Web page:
The world has entered a new arms race, but what justifies this global military addiction?
The world has entered a new arms race at a time of relative peace, totalling $1.5 trillion, that is $217 for every person on the planet.
Over the last decade, Washington has doubled its military budget, fuelling massive military build-ups around the world, from the emerging powers in the South China Seas to the multi-billion-dollar arms deals in the Middle East, begging the question where and when this vicious cycle of rising military expenditures will end.
Aside from the strategic dimension, leaders and pundits have also advanced the economic case for their excessive spending, both in terms of supply and demand.
Apart from the extensive profits from selling arms, the military industry creates thousands of manufacturing jobs in the shadow of the latest international economic crisis and high unemployment.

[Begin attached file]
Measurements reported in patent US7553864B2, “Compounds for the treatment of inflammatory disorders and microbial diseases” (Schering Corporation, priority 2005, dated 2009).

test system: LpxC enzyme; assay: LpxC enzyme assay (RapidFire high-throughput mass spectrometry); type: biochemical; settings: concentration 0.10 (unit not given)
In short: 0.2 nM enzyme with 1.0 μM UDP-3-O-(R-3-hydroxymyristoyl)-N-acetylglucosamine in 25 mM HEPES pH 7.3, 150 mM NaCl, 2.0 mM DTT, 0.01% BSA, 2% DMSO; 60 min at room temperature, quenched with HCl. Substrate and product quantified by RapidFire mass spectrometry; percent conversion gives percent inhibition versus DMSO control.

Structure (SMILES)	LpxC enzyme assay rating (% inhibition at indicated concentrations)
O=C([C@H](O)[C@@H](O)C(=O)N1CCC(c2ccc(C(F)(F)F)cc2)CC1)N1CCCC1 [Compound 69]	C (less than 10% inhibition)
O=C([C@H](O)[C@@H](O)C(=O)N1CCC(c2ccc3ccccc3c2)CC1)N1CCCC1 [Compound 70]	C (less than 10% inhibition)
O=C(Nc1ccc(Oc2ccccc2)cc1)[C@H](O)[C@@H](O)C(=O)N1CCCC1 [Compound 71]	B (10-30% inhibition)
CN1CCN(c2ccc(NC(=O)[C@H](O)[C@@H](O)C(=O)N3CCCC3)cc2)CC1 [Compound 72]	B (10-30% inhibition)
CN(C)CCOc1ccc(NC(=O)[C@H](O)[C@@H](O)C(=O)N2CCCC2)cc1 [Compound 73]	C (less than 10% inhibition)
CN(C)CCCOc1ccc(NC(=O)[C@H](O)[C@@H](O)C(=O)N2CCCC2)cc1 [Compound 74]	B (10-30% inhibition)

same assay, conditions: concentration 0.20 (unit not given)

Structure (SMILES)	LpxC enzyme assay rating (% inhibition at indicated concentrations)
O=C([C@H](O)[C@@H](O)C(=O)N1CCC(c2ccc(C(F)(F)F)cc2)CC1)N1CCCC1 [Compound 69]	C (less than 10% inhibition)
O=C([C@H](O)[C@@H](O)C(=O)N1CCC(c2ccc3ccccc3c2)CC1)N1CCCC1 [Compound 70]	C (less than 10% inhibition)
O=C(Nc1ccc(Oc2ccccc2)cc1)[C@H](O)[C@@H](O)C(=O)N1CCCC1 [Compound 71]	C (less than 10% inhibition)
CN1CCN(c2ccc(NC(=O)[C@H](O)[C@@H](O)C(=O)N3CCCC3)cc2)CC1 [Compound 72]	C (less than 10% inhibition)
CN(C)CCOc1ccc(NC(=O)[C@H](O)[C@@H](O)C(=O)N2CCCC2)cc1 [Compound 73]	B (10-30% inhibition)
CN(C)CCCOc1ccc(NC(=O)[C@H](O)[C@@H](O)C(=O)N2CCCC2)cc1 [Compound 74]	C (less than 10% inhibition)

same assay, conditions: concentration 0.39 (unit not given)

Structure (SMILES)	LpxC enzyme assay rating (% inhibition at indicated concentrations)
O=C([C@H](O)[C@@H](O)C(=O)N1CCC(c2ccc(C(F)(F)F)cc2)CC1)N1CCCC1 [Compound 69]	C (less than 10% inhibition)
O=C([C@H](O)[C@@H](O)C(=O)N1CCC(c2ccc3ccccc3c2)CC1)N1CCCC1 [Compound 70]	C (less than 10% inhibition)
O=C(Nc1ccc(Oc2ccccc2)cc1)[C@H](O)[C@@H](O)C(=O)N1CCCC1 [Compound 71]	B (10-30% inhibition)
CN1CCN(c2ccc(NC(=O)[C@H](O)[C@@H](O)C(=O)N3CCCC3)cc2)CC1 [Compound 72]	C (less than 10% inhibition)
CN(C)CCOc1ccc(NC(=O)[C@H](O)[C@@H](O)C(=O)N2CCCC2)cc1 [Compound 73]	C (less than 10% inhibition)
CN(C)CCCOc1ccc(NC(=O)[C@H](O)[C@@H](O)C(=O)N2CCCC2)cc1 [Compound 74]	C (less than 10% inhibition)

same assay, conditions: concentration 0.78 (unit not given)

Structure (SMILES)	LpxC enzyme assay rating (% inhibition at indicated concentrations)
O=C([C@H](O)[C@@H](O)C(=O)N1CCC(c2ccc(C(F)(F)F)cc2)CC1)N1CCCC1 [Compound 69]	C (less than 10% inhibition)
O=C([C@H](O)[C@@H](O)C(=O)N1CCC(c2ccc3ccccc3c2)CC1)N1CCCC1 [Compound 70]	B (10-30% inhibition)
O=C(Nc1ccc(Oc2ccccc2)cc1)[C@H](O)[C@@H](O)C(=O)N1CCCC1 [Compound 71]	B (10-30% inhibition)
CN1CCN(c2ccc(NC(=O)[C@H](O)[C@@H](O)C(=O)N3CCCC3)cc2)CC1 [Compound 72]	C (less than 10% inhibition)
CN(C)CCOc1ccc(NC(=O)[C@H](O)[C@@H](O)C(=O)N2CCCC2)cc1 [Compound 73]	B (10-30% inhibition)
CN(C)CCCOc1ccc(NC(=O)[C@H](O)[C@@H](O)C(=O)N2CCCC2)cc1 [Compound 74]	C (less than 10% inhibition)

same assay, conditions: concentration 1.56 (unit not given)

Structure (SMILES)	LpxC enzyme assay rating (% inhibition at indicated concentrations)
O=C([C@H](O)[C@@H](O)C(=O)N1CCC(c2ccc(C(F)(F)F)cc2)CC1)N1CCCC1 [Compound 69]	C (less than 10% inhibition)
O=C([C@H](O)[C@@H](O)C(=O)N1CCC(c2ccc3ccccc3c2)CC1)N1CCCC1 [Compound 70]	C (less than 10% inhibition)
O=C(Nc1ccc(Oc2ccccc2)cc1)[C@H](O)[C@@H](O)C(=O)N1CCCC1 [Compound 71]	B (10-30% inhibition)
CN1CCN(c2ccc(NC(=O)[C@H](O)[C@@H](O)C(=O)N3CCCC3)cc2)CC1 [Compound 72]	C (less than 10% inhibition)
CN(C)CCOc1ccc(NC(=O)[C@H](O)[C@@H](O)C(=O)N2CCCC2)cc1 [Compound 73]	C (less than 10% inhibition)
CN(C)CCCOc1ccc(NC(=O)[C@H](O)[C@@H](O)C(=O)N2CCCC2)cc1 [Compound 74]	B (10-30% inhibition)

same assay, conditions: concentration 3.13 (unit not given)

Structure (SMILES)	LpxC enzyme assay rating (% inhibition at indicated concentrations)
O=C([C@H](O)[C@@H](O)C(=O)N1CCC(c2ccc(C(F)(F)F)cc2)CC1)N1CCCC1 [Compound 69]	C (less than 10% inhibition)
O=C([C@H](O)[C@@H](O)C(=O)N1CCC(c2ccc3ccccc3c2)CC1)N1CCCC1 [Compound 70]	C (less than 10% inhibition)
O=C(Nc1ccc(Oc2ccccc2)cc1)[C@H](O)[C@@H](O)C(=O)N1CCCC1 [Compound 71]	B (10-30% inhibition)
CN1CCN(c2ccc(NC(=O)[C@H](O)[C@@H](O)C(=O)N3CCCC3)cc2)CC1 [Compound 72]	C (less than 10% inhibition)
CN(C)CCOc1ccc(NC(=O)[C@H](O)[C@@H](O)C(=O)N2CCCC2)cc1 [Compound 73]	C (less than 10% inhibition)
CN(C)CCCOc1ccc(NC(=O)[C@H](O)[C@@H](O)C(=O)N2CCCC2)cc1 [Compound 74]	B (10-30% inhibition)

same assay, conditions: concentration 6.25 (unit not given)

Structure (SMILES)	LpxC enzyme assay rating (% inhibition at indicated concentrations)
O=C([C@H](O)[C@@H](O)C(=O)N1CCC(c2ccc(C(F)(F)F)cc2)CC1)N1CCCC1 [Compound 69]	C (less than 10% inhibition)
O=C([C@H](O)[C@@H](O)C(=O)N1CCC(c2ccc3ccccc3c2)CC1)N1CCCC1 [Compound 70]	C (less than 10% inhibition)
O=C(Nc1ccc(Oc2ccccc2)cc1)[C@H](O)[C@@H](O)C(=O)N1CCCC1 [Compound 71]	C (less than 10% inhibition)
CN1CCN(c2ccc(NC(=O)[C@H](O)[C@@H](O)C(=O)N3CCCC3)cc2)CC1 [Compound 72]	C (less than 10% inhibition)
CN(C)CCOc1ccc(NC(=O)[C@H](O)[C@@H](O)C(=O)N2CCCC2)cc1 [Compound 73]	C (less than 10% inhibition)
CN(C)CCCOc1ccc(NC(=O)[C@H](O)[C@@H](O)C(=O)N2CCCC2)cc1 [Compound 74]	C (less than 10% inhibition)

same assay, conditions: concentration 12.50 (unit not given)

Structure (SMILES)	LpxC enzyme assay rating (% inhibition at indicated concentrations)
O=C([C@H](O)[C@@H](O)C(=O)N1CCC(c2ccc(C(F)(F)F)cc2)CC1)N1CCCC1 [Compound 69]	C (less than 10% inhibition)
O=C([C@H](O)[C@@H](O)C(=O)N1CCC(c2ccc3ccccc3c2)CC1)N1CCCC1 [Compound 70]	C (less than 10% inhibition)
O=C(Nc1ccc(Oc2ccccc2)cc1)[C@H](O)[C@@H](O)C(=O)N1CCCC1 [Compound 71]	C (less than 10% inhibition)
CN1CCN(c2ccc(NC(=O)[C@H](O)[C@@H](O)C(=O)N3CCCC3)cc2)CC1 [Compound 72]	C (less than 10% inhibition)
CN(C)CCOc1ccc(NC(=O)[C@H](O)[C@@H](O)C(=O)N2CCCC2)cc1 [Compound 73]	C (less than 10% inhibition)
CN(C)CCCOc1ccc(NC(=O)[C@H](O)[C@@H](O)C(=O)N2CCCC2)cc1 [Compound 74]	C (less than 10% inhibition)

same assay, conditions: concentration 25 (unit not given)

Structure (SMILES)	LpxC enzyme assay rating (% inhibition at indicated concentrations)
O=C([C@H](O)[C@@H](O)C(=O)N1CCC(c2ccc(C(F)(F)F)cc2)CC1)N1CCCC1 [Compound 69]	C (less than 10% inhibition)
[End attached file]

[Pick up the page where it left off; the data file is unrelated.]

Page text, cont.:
However, considering that spending on the military takes away from other higher-yielding, less costly and more important sectors of the economy, Empire asks: What justifies this global military addiction, or, has the world been duped by the multi-national, military industrial complex?
Joining the discussion are Robert Kaplan from the Center for New American Security, Ellen Laipson, CEO and president at the Stimson Center, Joseph Cirincione, the president of Ploughshares Fund, and Ambassador Richard Butler, the former chief weapons inspector, Iraq.